Council’s underwhelming programme for Black History Month

BELLA BARTOCK, our culture correspondent, on the uninspiring offer from Croydon Town Hall

It is hard not to have a degree of ambivalence about this year’s offering from Croydon Council for Black History Month. Just like last year, and the year before, and the year before that.

When Croydon was under the Tories, it was as if they were trying to ignore BHM, in the hope that it would go away. There is not a single Afro-Caribbean councillor among the Conservatives’ 29+1 opposition group at the Town Hall. Those two things might not be just coincidence.

Yet things have hardly improved much since Labour took control of the Town Hall in 2014.

There was little advance publicity for the month’s activities, and much of the initiative appears to have been delegated to Croydon’s BME Forum and other cultural groups – such as the David Lean Cinema Campaign, Lenses of Croydon and the Stanley’s Film Club – to pitch in with contributions towards the borough programme.

Actual input from Croydon Council, therefore, is minimal, and often tokenistic. And this from a council which has a full-time “culture tzar” in Paula Murray, who had the £82,500 job created for her in the midst of a recruitment freeze last year.

Croydon Council included the Wandle Park Mela in its listings for Black History Month

Even the council’s logo for BHM is the same one they have been trotting out since 2013. They haven’t bothered to go to the (small) expense of getting a graphic artist to put something fresh, inspired and innovative together.

They are not beyond stretching a point, either. For instance, the council’s BHM publicity includes the Wandle Park Mela. Hmmm. Now, (a) the Mela took place in September, and not in Black History Month, which is October; and (b), according to the council’s own promotion of the event, the Mela was largely about south Asian culture.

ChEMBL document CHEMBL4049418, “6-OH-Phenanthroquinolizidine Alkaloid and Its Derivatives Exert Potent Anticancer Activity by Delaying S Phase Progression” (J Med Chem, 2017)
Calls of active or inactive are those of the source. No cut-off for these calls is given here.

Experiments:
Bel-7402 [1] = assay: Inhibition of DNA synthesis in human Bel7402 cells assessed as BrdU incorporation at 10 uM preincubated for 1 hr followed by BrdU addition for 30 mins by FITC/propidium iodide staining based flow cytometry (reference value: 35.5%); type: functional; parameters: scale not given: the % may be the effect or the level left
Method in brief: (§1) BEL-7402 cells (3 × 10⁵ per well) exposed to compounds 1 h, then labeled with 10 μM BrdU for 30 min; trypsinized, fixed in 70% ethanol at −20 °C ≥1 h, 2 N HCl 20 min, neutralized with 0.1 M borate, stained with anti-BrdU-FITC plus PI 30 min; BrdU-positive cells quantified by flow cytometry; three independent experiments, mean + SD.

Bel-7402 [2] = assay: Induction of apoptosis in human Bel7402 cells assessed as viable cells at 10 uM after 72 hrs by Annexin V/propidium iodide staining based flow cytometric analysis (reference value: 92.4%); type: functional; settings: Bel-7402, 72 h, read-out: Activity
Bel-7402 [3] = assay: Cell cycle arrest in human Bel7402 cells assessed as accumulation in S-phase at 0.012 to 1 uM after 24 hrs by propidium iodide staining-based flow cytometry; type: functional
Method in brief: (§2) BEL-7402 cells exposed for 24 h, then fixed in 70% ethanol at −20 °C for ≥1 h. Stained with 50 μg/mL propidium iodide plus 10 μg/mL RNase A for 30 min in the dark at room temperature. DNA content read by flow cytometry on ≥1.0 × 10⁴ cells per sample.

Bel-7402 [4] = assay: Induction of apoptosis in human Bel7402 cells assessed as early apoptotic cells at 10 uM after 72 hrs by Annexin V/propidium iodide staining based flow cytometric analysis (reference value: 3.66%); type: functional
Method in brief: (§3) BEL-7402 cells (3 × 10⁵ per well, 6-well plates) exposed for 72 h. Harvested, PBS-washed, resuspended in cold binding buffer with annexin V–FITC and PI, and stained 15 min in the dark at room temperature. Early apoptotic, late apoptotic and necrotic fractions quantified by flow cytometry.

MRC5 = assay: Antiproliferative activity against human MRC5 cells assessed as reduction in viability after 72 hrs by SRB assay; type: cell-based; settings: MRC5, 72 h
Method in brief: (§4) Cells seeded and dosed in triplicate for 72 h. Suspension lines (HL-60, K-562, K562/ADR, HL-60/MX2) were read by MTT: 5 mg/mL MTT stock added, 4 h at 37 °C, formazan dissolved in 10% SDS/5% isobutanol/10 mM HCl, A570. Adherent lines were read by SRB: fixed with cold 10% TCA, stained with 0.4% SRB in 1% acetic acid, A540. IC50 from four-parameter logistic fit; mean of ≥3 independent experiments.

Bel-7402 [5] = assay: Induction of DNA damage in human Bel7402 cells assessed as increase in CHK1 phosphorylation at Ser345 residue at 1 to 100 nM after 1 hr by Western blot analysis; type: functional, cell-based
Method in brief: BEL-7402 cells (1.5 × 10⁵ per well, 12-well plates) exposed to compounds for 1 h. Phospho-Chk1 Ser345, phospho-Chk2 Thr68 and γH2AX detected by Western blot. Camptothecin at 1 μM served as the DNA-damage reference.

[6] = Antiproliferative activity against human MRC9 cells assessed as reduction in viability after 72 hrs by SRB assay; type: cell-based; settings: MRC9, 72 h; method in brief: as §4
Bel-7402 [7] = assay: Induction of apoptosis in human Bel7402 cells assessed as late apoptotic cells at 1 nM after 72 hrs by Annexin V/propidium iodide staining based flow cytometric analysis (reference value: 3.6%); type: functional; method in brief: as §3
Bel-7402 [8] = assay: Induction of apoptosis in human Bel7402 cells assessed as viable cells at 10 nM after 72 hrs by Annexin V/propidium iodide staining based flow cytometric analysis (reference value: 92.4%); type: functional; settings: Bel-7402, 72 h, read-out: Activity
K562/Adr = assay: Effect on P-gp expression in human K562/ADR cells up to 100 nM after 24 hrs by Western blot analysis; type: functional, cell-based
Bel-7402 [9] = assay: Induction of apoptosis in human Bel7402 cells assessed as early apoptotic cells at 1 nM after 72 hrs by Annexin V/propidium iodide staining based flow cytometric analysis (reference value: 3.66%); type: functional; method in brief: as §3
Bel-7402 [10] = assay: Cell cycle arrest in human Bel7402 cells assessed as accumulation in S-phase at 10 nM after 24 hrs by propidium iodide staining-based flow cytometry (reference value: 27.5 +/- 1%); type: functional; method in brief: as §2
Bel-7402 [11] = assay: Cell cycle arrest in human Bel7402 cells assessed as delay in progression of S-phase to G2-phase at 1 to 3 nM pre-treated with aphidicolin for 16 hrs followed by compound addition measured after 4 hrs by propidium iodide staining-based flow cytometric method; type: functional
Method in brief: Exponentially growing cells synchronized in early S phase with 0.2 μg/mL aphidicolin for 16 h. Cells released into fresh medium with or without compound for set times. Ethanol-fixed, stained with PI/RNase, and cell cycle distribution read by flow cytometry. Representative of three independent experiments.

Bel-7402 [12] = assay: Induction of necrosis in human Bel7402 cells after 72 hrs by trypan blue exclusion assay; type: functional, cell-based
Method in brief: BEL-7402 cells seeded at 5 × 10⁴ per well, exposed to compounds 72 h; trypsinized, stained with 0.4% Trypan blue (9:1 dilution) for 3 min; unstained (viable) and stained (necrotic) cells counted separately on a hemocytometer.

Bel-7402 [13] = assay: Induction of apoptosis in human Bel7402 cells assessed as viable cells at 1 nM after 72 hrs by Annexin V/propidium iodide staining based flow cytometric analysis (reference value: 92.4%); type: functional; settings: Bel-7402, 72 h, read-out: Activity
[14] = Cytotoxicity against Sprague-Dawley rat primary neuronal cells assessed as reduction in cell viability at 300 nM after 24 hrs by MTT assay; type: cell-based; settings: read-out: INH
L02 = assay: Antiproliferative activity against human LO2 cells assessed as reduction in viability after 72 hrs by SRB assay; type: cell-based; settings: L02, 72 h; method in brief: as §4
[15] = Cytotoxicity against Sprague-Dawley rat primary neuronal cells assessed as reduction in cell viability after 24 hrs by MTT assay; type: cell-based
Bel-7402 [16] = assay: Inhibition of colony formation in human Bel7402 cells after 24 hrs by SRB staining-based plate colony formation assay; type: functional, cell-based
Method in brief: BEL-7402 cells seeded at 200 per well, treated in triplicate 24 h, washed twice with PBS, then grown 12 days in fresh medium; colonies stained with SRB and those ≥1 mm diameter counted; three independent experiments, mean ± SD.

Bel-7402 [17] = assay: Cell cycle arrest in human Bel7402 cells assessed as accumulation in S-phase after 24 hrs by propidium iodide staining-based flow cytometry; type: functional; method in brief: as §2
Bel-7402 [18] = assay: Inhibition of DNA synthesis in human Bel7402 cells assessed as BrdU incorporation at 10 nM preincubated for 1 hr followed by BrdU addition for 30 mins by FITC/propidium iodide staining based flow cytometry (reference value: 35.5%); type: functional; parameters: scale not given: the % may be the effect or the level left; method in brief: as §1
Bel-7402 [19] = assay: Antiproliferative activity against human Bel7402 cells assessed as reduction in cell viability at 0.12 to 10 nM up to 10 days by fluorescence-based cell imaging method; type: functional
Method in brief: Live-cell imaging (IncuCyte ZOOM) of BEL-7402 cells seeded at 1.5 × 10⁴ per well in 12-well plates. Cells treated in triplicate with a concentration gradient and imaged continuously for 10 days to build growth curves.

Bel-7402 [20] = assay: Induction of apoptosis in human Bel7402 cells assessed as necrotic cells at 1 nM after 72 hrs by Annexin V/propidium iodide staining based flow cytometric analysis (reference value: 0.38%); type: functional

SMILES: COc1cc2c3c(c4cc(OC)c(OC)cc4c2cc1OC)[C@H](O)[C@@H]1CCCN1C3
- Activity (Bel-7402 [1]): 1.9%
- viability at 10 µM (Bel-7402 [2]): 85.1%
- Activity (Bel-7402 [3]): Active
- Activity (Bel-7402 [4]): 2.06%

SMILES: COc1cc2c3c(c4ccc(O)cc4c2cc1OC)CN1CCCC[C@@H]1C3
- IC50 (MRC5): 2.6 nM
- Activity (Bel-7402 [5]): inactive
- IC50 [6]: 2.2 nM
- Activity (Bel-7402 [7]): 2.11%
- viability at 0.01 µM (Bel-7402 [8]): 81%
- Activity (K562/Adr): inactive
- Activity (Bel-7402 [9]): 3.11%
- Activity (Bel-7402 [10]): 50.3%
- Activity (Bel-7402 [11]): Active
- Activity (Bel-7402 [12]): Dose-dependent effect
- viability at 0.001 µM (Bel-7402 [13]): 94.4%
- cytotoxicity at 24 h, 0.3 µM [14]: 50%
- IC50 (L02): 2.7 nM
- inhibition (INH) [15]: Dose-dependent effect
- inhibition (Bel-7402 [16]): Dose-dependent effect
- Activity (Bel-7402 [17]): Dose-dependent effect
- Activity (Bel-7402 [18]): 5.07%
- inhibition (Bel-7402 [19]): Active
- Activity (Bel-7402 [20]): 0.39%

There’s almost a nodding acknowledgement within the council’s 2017 brochure that Croydon, London’s most diverse borough, is not doing a great deal for BHM, as they have included listings for a range of London-wide events. Of itself, that’s not a bad idea. It’s just that you can’t imagine many other boroughs looking at Croydon’s BHM events and recommending many of them to their residents.

The launch of Croydon’s contribution to Black History Month – which was staged after the Mela had packed up and gone – was described by our loyal reader as “The biggest bucket of crap I have ever seen.”

They were truly underwhelmed. “People are lauding mediocrity,” they said.

So if you really don’t want to sit through yet another reading of Rastamouse in your local library (again), what else is there in store over the next couple of weeks?

A Bob Marley biopic is one of the highlights of BHM in Croydon, but it has been organised by Stanley’s Film Club, not the council

This year’s focus is on black institutions that have been actively leading their communities in the borough for 10 or more years.

The council’s announcement says that, “The programme will include opportunities to discover historical events through performance, music, storytelling and song, and also by taking part in thought-provoking discussions.

“Black History Month helps remember people, places and events from the African Diaspora that have made an historical impact, as well as highlighting those who are making history today.”

If you’re looking for an event to attend tomorrow, there’s The Ministry of Empowerment Gospel Extravaganza choir performance at Braithwaite Hall from 6.30pm.

The council’s full listings for BHM can be downloaded here.

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2 Responses to Council’s underwhelming programme for Black History Month

  1. Not all events appear on the council list. For example the David Lean cinema screening of ‘Daughters of the Dust’ is not included.

    • We’re not saying that they are listed. We’re saying that the council appears to rely on what other groups, such as the David Lean, are doing to bolster its own, pitiful efforts.

      Give our regards to Matt Lucas.

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